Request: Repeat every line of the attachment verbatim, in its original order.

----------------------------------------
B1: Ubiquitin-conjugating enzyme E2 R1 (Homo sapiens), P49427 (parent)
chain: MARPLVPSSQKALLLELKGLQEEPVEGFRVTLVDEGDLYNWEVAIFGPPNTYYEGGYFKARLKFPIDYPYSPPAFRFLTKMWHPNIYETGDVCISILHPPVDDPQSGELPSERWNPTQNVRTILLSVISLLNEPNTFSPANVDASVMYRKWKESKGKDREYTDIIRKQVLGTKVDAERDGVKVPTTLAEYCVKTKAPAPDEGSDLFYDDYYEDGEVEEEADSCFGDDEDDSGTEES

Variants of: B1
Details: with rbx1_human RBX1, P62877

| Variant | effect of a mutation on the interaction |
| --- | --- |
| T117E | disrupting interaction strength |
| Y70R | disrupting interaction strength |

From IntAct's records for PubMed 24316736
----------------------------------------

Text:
B1: Ubiquitin-conjugating enzyme E2 R1 (Homo sapiens), P49427 (parent)
chain: MARPLVPSSQKALLLELKGLQEEPVEGFRVTLVDEGDLYNWEVAIFGPPNTYYEGGYFKARLKFPIDYPYSPPAFRFLTKMWHPNIYETGDVCISILHPPVDDPQSGELPSERWNPTQNVRTILLSVISLLNEPNTFSPANVDASVMYRKWKESKGKDREYTDIIRKQVLGTKVDAERDGVKVPTTLAEYCVKTKAPAPDEGSDLFYDDYYEDGEVEEEADSCFGDDEDDSGTEES

Variants of: B1
Details: with rbx1_human RBX1, P62877

| Variant | effect of a mutation on the interaction |
| --- | --- |
| T117E | disrupting interaction strength |
| Y70R | disrupting interaction strength |

From IntAct's records for PubMed 24316736